The government’s Welfare Expert Advisory Group (WEAG) has called for a “systematic overhaul” of New Zealand’s welfare system in a wide-ranging report released today.
The report paints a somber picture of the plight of welfare and low-wage recipients in Aotearoa, stating that “current levels of support fail to cover even basic costs for many people, let alone allowing them to meaningfully participate in their communities.
“In New Zealand, poverty and benefit receipt are strongly associated. Māori, Pacific people, people with health conditions and disabilities, and young people are especially adversely affected.”
(Source: Whakamana Tāngata 2019 report - benefits by region at a glance).
The report calls for a renewed focus on supporting those on benefits into sustainable work, improved income to ensure families on benefits are not living in poverty and a culture change in the Ministry of Social Development (MSD) to ensure people are treated with respect.
“Our welfare system is not providing the right support for people in need,” says Minister for Social Development Carmel Sepuloni, “This is contributing to issues of inequality and hardship which have been long-term problems for New Zealand that this Government is committed to fixing.”
The report contains 42 key recommendations, 3 of which the government is implementing immediately. These include extra frontline staff to help people into “meaningful and sustainable” work, the scrapping of the “discriminatory” sanction that cuts income to women if the name of the child’s father is not declared and a raise in income thresholds for those on benefits who work.
“The release of the expert working group report and the three announcements made in response to it, represent good first steps to improving the system, but major change will take years,” says Sepuloni.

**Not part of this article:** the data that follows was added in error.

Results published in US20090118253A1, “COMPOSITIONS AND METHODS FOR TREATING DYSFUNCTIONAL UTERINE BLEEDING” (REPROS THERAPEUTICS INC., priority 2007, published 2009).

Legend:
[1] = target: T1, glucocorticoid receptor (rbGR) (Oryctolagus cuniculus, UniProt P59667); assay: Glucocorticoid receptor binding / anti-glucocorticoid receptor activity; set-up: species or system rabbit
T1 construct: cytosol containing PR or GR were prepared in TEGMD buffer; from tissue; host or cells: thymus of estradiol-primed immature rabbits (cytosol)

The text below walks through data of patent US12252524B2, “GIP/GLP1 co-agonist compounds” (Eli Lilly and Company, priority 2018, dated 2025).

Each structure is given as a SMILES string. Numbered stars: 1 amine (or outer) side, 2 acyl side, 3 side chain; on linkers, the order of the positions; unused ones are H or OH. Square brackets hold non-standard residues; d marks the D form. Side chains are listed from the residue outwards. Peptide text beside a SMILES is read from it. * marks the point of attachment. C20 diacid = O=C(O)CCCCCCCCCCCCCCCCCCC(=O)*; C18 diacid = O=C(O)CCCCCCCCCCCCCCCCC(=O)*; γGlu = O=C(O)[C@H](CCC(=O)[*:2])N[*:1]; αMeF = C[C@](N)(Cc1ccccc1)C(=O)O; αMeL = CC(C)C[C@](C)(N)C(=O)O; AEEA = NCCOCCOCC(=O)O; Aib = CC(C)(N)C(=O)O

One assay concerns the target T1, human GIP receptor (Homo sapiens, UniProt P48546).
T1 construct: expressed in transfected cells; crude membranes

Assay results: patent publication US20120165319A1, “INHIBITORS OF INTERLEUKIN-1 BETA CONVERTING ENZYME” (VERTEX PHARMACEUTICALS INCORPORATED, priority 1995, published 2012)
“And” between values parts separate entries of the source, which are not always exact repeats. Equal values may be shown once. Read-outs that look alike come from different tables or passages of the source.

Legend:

The government has confirmed that it will not implement the report’s recommendation to increase benefit levels by up to 47% immediately, arguing instead for a “staged implementation” of the report.
“The government can’t deliver on every recommendation at once. We are taking a balanced approach and are committed to delivering change over the longer term and prioritising areas like housing and mental health which impact on all New Zealanders but especially those in the welfare system.”
Improving outcomes for Māori
Recommendation 9 in the report specifically addresses improving outcomes for Māori. The WEAG calls for the government to:
- Support the Ministry of Social Development to continue to shift towards whakamana tāngata – to build the mana of others and uplift them in a way that honours their dignity.
- Support the Ministry of Social Development to continue to review and evaluate, with Māori, the services the Ministry delivers to ensure they are effective in improving outcomes for Māori.
- Work with Māori to consider other effective ways of delivering welfare services and funding that are informed by Te Ao Māori, including longer-term, whānau-centred, strengths-based initiatives.
(Source: Whakamana Tāngata 2019 report - financial assistance).
The WEAG report is part of the Confidence and Supply Agreement Labour signed with the Green Party.
Green Party Co-Leader Marama Davidson says the report creates a vital roadmap for significant change and the new budget initiatives will provide a solid start on that journey.
“We are committed to an inclusive society where everyone is treated with dignity and respect, and supported to participate fully in the community,” says Davidson.
Minister for Children Tracey Martin says that Aotearoa needs a welfare system that is fair to everyone and that supports child wellbeing.
“We need to ensure all parents and caregivers have the resources and ability to provide the best possible care for their children,” says Martin.
The combined investment of today’s three pre-budget announcements is $286.8 million over the next 4 years.